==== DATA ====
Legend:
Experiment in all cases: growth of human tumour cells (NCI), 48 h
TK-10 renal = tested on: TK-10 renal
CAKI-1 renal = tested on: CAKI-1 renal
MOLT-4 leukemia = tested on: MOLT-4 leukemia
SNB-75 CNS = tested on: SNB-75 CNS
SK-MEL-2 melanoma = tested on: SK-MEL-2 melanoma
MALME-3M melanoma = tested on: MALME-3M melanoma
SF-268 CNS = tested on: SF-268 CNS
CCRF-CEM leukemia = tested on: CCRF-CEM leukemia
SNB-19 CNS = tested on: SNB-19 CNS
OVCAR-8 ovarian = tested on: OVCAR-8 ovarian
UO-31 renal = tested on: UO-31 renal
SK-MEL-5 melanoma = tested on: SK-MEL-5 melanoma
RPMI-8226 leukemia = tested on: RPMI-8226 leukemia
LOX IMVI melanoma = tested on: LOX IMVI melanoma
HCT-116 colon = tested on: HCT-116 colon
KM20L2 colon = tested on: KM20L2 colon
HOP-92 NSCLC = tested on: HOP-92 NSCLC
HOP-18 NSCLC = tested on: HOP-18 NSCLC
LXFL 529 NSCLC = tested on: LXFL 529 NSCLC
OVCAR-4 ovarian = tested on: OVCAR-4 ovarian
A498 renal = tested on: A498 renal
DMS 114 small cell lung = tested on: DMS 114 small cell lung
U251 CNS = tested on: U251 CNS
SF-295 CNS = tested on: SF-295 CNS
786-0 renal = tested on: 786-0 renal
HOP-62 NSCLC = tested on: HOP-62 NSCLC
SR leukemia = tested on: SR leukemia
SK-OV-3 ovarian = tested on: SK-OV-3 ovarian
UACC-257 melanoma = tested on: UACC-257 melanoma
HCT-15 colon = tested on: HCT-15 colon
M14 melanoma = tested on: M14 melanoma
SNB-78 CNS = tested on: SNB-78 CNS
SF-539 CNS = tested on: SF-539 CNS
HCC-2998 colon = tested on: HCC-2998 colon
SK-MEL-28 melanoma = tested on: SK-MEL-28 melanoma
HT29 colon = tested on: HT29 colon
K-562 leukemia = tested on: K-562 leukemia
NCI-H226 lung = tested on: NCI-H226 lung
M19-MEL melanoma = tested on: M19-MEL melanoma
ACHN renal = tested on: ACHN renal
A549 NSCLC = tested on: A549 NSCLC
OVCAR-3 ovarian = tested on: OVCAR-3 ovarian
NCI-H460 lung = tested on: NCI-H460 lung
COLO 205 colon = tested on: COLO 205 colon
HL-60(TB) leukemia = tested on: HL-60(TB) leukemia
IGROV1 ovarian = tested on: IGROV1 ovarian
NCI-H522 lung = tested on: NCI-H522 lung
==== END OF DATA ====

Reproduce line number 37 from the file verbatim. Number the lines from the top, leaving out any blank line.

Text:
SK-MEL-28 melanoma = tested on: SK-MEL-28 melanoma